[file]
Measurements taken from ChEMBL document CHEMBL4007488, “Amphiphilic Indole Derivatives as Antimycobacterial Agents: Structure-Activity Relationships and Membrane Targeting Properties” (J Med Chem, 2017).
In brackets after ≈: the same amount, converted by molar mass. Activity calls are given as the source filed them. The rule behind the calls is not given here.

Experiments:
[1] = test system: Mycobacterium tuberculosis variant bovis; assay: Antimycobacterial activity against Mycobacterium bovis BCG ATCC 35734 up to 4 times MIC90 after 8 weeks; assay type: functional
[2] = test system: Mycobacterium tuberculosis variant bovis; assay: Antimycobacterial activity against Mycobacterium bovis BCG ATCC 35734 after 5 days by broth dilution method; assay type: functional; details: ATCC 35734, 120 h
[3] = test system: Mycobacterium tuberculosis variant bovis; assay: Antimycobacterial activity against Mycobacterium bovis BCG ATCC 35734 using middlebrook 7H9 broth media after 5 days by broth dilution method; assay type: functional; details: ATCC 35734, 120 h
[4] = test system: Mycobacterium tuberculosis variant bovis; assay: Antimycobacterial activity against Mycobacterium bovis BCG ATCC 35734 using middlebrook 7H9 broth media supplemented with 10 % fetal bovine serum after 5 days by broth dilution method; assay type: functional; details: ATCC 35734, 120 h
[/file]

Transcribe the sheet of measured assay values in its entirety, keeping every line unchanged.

Measurements taken from ChEMBL document CHEMBL4007488, “Amphiphilic Indole Derivatives as Antimycobacterial Agents: Structure-Activity Relationships and Membrane Targeting Properties” (J Med Chem, 2017).
In brackets after ≈: the same amount, converted by molar mass. Activity calls are given as the source filed them. The rule behind the calls is not given here.

Experiments:
[1] = test system: Mycobacterium tuberculosis variant bovis; assay: Antimycobacterial activity against Mycobacterium bovis BCG ATCC 35734 up to 4 times MIC90 after 8 weeks; assay type: functional
[2] = test system: Mycobacterium tuberculosis variant bovis; assay: Antimycobacterial activity against Mycobacterium bovis BCG ATCC 35734 after 5 days by broth dilution method; assay type: functional; details: ATCC 35734, 120 h
[3] = test system: Mycobacterium tuberculosis variant bovis; assay: Antimycobacterial activity against Mycobacterium bovis BCG ATCC 35734 using middlebrook 7H9 broth media after 5 days by broth dilution method; assay type: functional; details: ATCC 35734, 120 h
[4] = test system: Mycobacterium tuberculosis variant bovis; assay: Antimycobacterial activity against Mycobacterium bovis BCG ATCC 35734 using middlebrook 7H9 broth media supplemented with 10 % fetal bovine serum after 5 days by broth dilution method; assay type: functional; details: ATCC 35734, 120 h